=Tamar

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Heresy coming up:
Okay, this is about Greasy Johnson, Baby B, whose explanation was left out of the Series. In the Novel, the footnotes and a later scene explain that he was adopted by a local couple and is in fact Baby B. We are also told that he is only a bully because he is large and clumsy, and being called a bully was better than being laughed at. But it is also said that although he is within a few hours of Adam's age, and Adam's gang appear to be all the same age, having met in the same school class, Greasy Johnson's gang are "older", and not nice.

I've been thinking about those gangs. It's a normal sized small town, so presumably there are a normal number of kids around. Adam's gang consists of him and three others. That's all. The only other kid gang is Greasy Johnson and the Johnsonites. We don't know how many there are, but there are enough for them to be the bullies, and to be fairly evenly matched against the four Them. So... these rough, tough bullies are equally matched against four smallish kids, one of whom (Wensleydale) is described as a classic wimp, though he's probably balanced out by Pepper, who is formidably fierce.

Also, Greasy Johnson is a leader. He can get older kids - tough, older kids - to follow him. Does he have better ideas? Or is it just that he's big enough to look older, and strong enough to beat them in a scuffle?

What about all the other kids in town? The ones that the Johnsonites bully? They seem to prefer being bullied to having to hang out with the Them. Three of the Them seem to spend a lot of their time waiting for Adam to think up something interesting to do. Is it because Adam's ideas tend to get everybody involved in trouble? The Johnsonites are better at staying out of trouble with the adults? The Them admit that the adults would probably be happier if none of them were causing trouble.

Could it be that Greasy Johnson, with his tropical fish and photography magazines, is more charismatic than Adam?
 

=Tamar

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The old cartoons made for Warner Brothers - the non-Disney company - had a trope situation: something would blow up, and the characters involved would be left standing in the rubble, usually untouched. This was alluded to/used in The Blues Brothers movie, when a building was blown up and the brothers were standing untouched in the rubble. It also happens in the 1941 segment of the Good Omens series. The only difference is that in Good Omens it is explained by a miracle.
(The Blues Brothers movie is essentially a live-action Warner Brothers trope compilation.)
 

=Tamar

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Another bit that correlates with the "heist movie" quality: the interrogation scene at the conference center. Aziraphale plays good cop while Crowley plays bad cop, beginning with "Excuse me, ma'am."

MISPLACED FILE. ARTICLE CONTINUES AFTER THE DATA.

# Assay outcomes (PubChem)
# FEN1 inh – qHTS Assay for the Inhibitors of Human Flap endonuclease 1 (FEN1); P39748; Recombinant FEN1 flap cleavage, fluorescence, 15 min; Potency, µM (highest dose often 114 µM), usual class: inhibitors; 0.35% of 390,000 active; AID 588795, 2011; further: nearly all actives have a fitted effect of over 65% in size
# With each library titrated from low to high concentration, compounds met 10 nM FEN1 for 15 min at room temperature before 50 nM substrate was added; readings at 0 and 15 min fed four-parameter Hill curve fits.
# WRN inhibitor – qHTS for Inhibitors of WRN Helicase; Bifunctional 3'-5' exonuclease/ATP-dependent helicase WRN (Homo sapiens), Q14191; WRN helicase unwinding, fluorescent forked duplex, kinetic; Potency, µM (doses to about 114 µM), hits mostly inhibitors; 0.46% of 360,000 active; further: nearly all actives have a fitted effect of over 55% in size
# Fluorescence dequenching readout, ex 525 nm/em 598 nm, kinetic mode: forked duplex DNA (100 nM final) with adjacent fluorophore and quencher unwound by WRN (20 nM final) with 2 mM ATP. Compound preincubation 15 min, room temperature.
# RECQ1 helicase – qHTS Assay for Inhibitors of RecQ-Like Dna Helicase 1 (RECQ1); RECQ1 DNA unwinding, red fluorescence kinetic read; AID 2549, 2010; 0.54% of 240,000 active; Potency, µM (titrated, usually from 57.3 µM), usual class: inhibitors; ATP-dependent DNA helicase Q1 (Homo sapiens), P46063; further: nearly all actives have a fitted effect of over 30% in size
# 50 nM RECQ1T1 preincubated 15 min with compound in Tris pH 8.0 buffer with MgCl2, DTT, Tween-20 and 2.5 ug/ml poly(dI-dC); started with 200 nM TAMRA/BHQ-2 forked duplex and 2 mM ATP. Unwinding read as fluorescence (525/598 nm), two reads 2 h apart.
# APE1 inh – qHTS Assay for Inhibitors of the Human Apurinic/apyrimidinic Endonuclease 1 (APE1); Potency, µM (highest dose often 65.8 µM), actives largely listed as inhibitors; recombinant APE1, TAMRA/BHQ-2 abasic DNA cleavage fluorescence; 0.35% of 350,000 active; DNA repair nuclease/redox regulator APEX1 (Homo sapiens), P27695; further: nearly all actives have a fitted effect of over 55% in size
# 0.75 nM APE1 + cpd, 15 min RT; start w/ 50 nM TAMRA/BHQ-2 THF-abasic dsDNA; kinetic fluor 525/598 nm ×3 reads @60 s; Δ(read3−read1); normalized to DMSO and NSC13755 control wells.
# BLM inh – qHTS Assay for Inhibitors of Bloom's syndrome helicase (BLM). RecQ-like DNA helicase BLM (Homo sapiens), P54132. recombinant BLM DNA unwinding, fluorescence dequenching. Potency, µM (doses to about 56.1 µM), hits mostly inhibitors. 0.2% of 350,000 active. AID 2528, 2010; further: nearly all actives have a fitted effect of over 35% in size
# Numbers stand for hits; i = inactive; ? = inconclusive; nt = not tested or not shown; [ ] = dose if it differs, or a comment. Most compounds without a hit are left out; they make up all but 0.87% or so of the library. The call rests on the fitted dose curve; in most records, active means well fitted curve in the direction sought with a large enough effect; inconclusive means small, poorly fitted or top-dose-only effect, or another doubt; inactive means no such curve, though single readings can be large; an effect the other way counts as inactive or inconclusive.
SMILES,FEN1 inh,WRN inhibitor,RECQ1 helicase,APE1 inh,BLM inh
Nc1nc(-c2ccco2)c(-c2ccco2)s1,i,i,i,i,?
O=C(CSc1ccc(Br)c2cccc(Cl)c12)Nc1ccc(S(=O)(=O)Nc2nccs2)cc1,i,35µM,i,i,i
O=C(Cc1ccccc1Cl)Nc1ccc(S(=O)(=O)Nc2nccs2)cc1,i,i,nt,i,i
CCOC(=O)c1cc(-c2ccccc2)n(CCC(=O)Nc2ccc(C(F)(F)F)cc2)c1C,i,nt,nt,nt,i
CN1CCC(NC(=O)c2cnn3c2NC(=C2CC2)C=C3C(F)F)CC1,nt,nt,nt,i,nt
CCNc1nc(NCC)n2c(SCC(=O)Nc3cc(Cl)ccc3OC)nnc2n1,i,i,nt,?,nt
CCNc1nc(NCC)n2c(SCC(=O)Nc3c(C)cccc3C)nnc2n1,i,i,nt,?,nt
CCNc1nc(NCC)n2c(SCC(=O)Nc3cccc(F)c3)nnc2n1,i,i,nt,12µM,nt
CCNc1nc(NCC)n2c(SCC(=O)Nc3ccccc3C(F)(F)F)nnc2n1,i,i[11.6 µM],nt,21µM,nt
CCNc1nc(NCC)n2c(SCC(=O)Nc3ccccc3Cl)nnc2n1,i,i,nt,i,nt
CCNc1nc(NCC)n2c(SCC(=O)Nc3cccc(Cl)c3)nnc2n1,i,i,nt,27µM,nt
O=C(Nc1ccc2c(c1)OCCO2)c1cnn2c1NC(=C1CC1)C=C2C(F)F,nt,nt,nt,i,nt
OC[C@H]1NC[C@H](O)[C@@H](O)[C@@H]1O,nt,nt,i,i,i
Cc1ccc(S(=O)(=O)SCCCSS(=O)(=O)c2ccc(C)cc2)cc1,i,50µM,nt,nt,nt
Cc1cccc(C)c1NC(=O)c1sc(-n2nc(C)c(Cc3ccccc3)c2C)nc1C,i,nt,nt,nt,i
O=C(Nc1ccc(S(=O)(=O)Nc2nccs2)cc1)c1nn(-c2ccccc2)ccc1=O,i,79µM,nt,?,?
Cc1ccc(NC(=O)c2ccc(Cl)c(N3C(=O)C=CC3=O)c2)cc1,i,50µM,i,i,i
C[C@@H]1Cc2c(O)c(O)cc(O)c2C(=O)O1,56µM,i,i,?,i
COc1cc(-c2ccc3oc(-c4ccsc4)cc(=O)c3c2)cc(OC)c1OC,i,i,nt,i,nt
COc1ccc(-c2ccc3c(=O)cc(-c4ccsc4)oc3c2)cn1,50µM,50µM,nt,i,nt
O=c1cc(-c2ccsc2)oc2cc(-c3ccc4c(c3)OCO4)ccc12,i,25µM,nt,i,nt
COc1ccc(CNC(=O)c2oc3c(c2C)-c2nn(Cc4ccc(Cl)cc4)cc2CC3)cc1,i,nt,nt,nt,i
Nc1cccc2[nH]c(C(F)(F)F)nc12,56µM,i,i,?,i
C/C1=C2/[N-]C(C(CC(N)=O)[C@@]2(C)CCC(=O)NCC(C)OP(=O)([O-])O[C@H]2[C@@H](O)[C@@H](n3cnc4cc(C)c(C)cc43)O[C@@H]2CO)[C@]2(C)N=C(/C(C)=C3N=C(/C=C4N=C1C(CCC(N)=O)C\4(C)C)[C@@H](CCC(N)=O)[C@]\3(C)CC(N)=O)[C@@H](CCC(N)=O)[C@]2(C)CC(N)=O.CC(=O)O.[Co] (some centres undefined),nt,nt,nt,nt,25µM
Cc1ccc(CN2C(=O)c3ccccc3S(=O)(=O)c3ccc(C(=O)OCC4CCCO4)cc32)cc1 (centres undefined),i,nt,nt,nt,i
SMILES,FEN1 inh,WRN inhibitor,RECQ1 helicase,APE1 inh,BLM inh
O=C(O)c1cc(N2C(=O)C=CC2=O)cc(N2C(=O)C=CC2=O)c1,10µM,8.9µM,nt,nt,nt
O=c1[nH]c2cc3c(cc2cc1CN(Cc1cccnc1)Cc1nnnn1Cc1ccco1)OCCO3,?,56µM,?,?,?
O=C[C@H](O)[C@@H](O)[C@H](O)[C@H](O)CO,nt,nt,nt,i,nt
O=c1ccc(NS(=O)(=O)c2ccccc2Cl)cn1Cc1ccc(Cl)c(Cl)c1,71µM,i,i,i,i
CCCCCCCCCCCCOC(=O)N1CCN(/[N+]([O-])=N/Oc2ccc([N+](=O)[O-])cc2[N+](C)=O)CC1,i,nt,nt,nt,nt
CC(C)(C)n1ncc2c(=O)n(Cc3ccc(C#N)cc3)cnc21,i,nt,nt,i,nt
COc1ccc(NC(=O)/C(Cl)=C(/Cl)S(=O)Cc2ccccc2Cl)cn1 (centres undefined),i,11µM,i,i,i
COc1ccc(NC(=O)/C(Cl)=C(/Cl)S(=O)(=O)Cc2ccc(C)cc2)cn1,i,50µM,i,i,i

RathDarkblade

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Well, I've finally seen it! Yea! :) *jumps up and down* ;)

I liked it. There are some bits I missed, like Greasy Johnson and the Johnsonites (who didn't make the cut), and the four alternative Bikers of the Apocalypse (who crowd around Death in the cafe and tell him to put that Elvis died in 1977, and then ride out with the Four Bikers).

On the other hand, there's a nice bit when Elvis is - briefly - shown. I was wondering if that would be explained for viewers who'd never read "Good Omens", but it never was. I hope no-one would be confused by that. :confused:

Sheen and Tennant are fantastic. Everyone else do a fine job at their roles - I particularly liked Miranda Richardson and Derek Jacobi. I wonder why Benedict Cumberbatch got such top billing, when his role is so small. :confused:

Adam and the kids are ..... well, Adam is a pretty face, but I'm sorry, he can't really act (much). He just doesn't seem evil to me. The other kids are interchangeable - I couldn't differentiate Brian from Wensleydale for the first moment or two, until I realised that Brian's the one without the glasses.

One nice bit that no-one's mentioned yet: when the Four Bikers of the Apocalypse roll up to the gate, the gate guard is reading "American Gods" by Gaiman. :) I had to pause, rewind, and watch again - and then pause again while I finished laughing. :laugh:

No-one's mentioned Dog yet, but I liked him just fine.

I wonder why the actor playing Shadwell seems to be getting a bit of stick. I liked him just fine. :confused: Isn't he supposed to be Scottish?

I also didn't understand the non-book "trial" bits in the end. Yes, all right - A&C swapped bodies so they wouldn't get hurt, but why were the "trial" bits needed at all? I don't get it. :confused: Why not end it on Adam chasing after Dog, as in the book?

Overall, I liked it very much. It may not have been perfect, but no book-to-screen transition ever is! :)
 
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I'm very glad you liked it!

A young person posted to Neil that he had been told not to refer to Mr Gaiman by his first name without permission, and Neil responded online, "Call me Neil."

According to the interviews I've read online, the kid playing Adam was the best one who tried for the role. I think he did well at the glowering anger in the cottage when he told the others "I didn't give you permission to go." You have to look at the lowered eyebrows, and the hairdo makes it hard to see them. All the kids had the same problem that child actors have: their faces have no wrinkles, so it's harder to make them look evil.

Neil said in one interview that, as written, the novel is fine, but in film it has a climax at the airfield and then they'd have had half an hour of people saying goodbye. Also, I admit that the novel's climax at the airfield never seemed quite as significant to me as it was supposed to. The series actually made that scene clearer to me, with Adam saying aloud which father he chose.